PTA’s intimate knowledge of its customers, their products and their processes gave the company confidence that there still was a space domestically for US tool-building capabilities. It is not untypical for the company’s customers to make changes four to five times throughout the tool design process. In addition, the products PTA was producing had to be highly aesthetic. “If there were design flaws, the Chinese toolbuilders still would build the tool exactly to plan,” said Dorans. “Our medical customers couldn’t afford to add those tool rebuild costs into the cost of the project, so of those customers that we lost initially to offshore production, 85-90 percent of them came back. They realized that the total landed cost ended up being more.”

“Other people were giving up and running offshore for mold production, so we wanted to take advantage of that new space in the market,” Seeley said. “We were successful by adding technology and making a significant investment in our tooling.”

PTA continues to see a migration back to the US for tooling and molding in its niche markets. Lead times still are the number one selling feature for its customers, and PTA excels on this front. “Additionally, we are seeing quite a bit of activity related to the military/defense market where ITAR or an FFL is required to produce mold and molded parts,” said Seeley. “The tooling and molding are required to remain domestic for national security purposes, and the customers require a higher level of up-front engineering. The result will be further penetration into one of our main market segments.”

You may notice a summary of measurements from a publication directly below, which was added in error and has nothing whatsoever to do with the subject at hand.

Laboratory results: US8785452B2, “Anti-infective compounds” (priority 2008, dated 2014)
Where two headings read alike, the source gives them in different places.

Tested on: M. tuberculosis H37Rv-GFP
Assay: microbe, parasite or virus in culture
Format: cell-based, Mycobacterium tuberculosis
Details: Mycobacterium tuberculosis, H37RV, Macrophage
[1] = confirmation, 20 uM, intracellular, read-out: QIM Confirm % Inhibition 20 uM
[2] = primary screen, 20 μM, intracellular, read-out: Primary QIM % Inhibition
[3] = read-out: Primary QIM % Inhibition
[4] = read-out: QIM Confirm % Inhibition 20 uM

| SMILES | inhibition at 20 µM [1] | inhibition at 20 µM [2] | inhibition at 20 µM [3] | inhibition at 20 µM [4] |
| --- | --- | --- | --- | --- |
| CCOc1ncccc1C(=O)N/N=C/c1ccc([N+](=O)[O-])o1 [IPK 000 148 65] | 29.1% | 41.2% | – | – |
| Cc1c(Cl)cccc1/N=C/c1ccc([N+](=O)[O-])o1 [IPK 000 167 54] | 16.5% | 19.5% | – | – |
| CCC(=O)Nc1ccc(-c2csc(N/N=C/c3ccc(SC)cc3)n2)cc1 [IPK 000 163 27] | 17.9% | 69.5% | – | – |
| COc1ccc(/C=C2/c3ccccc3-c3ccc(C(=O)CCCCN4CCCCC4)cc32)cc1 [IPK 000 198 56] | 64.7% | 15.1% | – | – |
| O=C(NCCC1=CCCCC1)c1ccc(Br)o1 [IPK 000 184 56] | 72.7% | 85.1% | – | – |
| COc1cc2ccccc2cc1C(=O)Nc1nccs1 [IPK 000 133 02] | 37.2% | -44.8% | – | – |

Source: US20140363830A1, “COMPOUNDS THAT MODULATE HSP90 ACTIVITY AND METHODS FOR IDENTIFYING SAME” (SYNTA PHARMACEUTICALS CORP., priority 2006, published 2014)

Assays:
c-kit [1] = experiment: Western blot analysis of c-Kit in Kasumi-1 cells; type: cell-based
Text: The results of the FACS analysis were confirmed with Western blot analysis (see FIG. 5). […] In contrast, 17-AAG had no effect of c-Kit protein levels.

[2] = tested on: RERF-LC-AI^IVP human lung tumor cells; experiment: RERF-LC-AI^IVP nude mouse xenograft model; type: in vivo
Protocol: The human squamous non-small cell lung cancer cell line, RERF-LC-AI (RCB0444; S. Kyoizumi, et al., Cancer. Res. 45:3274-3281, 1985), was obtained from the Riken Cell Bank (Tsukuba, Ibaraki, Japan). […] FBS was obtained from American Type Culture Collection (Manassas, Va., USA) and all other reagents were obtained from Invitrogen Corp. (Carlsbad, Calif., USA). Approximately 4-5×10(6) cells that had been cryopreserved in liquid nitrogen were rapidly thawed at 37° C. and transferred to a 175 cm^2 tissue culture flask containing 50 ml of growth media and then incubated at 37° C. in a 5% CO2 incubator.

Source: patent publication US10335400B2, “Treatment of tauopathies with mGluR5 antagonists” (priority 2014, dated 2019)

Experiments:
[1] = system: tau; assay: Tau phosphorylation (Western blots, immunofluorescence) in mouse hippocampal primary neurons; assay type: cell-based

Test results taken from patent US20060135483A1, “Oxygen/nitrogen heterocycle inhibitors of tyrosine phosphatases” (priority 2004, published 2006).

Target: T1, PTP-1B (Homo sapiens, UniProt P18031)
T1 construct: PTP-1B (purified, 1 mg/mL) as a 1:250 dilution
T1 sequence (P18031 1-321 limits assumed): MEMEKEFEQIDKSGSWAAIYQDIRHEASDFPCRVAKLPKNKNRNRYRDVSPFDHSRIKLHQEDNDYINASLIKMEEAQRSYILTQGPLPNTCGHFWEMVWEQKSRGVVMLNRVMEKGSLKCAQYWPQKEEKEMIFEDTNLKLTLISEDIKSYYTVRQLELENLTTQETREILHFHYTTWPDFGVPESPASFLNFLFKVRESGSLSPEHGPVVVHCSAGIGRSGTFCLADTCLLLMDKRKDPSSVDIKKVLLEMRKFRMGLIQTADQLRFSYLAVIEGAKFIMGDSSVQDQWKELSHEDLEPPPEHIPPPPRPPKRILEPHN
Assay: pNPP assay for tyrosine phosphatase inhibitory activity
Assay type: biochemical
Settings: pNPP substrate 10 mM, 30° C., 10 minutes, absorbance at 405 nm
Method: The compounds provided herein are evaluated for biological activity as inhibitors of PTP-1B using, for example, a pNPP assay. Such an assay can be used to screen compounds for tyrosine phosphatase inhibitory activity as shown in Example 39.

An employee-owned company

The addition of a second location was planned in the late 1960s, although the original destination wasn’t Colorado. “Peter was on his way to California to start an operation,” said Seeley, “but he stopped in Colorado and never left. The story is that he said if the West Coast customers wanted to use us, they would travel the 1,000 miles to Colorado!”

Another facility had been located in Illinois, but much of the work was overflow molding from the Connecticut plant. In the late 1990s, the Connecticut facility moved into a new, larger building, and the Illinois operation was closed. “The timing was perfect because our Illinois employees were moving on and able to find other jobs,” said Dorans. A number of them, including Dorans, moved to Colorado or Connecticut to continue working with the company.

Currently, PTA has 18 engineers, 32 tooling staff, 100 molding employees, 18 quality personnel and 32 administrative and sales staff between the Oxford, CT, and Longmont, CO facilities.

Currently, PTA has 18 engineers, 32 tooling staff, 100 molding employees, 18 quality personnel and 32 administrative and sales staff between the Oxford, CT, and Longmont, CO facilities. PTA’s first employee in 1954 was Ray Seeley Sr., and his son, Ray Jr., is the current president and CEO, but the company’s future is in the hands of its 200 employees.